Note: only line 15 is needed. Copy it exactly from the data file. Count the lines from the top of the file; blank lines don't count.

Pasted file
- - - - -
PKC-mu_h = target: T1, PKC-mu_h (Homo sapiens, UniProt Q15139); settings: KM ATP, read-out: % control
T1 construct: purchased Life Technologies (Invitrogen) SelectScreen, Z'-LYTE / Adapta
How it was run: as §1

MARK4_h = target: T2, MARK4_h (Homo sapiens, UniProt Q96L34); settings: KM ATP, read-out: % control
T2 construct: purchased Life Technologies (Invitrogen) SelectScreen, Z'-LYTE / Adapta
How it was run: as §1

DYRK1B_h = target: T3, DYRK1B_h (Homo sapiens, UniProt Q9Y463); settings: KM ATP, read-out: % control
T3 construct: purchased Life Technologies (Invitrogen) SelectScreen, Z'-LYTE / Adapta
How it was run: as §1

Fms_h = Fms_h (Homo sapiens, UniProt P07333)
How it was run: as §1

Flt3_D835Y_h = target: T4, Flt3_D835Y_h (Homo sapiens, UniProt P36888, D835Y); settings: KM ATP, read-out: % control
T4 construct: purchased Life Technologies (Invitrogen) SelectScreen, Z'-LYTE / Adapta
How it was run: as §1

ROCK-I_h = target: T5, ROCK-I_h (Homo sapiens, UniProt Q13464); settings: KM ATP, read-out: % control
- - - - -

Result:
ROCK-I_h = target: T5, ROCK-I_h (Homo sapiens, UniProt Q13464); settings: KM ATP, read-out: % control